There is No Rice without Water: Investment Opportunities between Israel and China

November 28, 2013

Outbound Investment (Israel)

water tech

Water – Earth’s most precious resource. We often forget about the scarcity of water. Did you know that 20% of the world’s population faces water shortage – in particular in China? Beijing, China’s capital has more than 20 million inhabitants and possesses only 10% of the average water resources per capita.

A 2011 HSBC report entitled ‘China’s Rising Climate Risk’ warns that nine Chinese provinces “suffer from extreme water scarcity.” It cautions that 14 out of 31 provincial economies “could be at risk from water stress,” since they rely heavily on water for everything from power generation to manufacturing.

In a recent report, the international accounting firm PWC advised according to the United Nations, China is one of 13 countries suffering from serious water scarcity, since China has 21% of the world’s population, but only 6% of its freshwater. Overall, China’s per capita availability of water is just 25% of the world’s average, and more than 400 Chinese cities are short of water. Severe pollution has compromised the quality of the limited water supplies in these and many other emerging nations. Moreover, climate change only intensifies the uncertainty, not least by making rainfall patterns increasingly unpredictable.

China is eagerly looking for technological related solutions and has put a great interest in Israel. Israel was able to win its battle with nature and to transform Israel (which is arid in most of its geographical area) into an oasis.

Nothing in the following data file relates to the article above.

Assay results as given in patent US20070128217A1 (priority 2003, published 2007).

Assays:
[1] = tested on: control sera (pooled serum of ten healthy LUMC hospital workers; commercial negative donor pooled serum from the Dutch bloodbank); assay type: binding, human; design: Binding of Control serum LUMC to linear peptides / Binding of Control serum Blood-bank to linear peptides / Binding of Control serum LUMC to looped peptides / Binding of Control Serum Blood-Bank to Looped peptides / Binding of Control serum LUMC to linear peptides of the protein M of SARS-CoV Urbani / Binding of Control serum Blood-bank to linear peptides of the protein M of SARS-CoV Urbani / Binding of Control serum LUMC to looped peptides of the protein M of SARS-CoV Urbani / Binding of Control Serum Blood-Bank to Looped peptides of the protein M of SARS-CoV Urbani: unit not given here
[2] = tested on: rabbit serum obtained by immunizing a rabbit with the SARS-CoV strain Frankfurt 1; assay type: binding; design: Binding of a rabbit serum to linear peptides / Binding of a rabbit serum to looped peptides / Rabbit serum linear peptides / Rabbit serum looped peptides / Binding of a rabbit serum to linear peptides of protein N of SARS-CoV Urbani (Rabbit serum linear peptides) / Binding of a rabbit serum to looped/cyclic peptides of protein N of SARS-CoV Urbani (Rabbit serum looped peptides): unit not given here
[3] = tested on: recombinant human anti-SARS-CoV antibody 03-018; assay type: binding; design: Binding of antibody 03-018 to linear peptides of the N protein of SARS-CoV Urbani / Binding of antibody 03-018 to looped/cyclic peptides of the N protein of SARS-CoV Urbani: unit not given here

In his recent trip to China, Prime Minister Benjamin Netanyahu stated, “If we offer a marriage between Israeli technology and Chinese manufacturing and global marketing capabilities, we can have a winning combination” referring, among others, to Israeli water technologies.

The Israeli water industry is today recognized as a global leader in the water arena thanks to breakthrough technological innovations in areas such as desalination, drip irrigation, and water security.

In the recent water technology conference which took place in October this year, Israeli Minister of Economy Naftali Bennett advised: “Israel was not blessed with water. We don’t have much water in Israel. We’ve got a lot of desert so we had to generate our own water. Over 50% of our municipal water is desalinated water. 80% of the agriculture water is re-used.”

A great example of implementing Israel’s water technology in China is the case of IDE whom built China’s largest desalination plant in Tianjin, producing 200,000 cubic meters of fresh water every day.

No doubt, cross border investment and collaboration in water technologies industries is one of the hottest areas where Israeli and Chinese companies can cooperate. China has an urgent need – and Israel can provide the technology.

Amit Ben-Yehoshua is a dual citizen of the United States and Israel and is licensed to practice law in California and Israel. Amit holds a Master Degree in Chinese law from Tsinghua University of Beijing and serves as a Senior Counsel at Da Cheng Law Offices, Asia’s largest law firm. Amit can be reached at amit.ben-yehoshua@dachenglaw.com.

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